Trainers need to stop being the guy or girl that works with everyone and start specializing in something that excites them and where there is more money. Be a youth specialist, sports performance person or the one person in town that knows more about training women over 50 than any other trainer.
Find one thing you care about and then learn more about it than any other person and you will always make more money than the poor generalists. Kill the category and become the person who is known as the source for that information in your market.

Training clubs need to evolve. Mainstream fitness facilities need to declare and go after specific markets. Franchises need to carve out a niche and let it evolve instead of failing to reinvent the concept as time passes. Nothing is deader in this industry than an old franchise concept locked into the first year it opened and still using the same marketing tools and ideas. Everything changes and everything moves from large groups to smaller target groups.

The barrier to change is that this concept is so hard to understand for most novice owners. Let me get this right, you want me to turn away clients because they aren't my specialty? Won't I lose business, and decrease my potential market share, by eliminating large segments of the population as possible members?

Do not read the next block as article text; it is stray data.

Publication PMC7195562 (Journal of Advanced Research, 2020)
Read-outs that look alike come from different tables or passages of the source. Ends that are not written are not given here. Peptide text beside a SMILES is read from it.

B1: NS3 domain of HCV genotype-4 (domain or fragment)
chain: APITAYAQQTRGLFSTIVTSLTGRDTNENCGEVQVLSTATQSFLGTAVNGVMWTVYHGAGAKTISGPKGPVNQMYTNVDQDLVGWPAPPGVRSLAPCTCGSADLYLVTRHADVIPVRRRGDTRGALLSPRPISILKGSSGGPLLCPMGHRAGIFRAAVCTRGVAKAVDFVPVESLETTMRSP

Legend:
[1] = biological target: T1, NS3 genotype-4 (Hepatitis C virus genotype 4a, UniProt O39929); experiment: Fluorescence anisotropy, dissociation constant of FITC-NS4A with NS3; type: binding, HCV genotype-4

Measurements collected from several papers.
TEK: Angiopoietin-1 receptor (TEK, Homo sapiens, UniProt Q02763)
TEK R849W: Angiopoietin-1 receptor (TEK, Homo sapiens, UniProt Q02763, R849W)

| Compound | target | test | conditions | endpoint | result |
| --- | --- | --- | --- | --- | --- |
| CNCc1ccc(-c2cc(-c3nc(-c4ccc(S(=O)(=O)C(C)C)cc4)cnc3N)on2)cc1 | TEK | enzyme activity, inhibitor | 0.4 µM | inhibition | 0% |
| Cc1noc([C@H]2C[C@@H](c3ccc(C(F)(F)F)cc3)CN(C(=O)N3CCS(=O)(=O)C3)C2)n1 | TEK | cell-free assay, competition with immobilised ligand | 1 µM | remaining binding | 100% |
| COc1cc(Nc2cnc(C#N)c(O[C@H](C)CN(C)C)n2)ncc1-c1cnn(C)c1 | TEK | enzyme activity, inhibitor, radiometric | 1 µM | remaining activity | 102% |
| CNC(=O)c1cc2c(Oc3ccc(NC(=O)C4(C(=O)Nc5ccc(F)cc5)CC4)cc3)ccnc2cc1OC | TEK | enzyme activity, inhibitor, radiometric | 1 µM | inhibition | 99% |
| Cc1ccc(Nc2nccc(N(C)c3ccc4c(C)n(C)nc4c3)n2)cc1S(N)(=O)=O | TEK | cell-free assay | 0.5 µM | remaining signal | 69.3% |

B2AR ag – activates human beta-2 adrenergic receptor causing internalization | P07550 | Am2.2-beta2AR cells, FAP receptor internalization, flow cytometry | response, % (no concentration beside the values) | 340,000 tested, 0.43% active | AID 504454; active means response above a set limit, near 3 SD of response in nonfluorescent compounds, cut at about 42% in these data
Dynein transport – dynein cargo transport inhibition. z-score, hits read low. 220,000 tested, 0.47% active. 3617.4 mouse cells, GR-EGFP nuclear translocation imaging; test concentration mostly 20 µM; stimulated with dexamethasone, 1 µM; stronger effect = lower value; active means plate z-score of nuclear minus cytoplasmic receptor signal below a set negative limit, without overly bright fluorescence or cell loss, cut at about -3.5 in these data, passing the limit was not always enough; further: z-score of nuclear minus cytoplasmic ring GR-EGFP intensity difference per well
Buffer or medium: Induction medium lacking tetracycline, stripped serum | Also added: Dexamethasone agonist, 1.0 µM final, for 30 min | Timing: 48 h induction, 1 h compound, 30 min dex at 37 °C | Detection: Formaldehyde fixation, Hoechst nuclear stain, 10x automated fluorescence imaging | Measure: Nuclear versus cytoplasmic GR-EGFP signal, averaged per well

As strange as it sounds, the narrower the niche the larger the market because likes attract likes. Upscale clubs attract upscale members because people with money hate to hang out with poor people.
Mixed martial arts centers will do better than generalist martial arts that teach adults and kids together. Trainers with a specialization in golf swing efficiency will draw golfers, and their friends, who want a trainer who does nothing but work with golf people. Remember, generalists are chosen for convenience, but specialists are sought out for their specific skills.

So where does this leave the fitness industry? Some theorists state that the industry will come down to nothing but a few large chains that dominate all the level one markets. Eventually, they claim, everything will be like the drug store business that has seen the end of the family owned store and the evolution of the chain takeover during the last 10 years.

Not in this industry. Even the super franchises, such as Gold's and Anytime, still allow the local guys to make many of their own decisions as how to operate in their markets. They make their own choices about pricing, offerings and marketing. The true chains, such as 24 Hour (company stores) or Planet Fitness (franchise), exert more control over their clubs but out of all of the chain strategies, only PF shows sign of life a progression in the marketplace. Most other groups, no matter how large the reputation or number of clubs, reach a point of no return where the ability to develop new clubs and profit from the ones already opened stalls.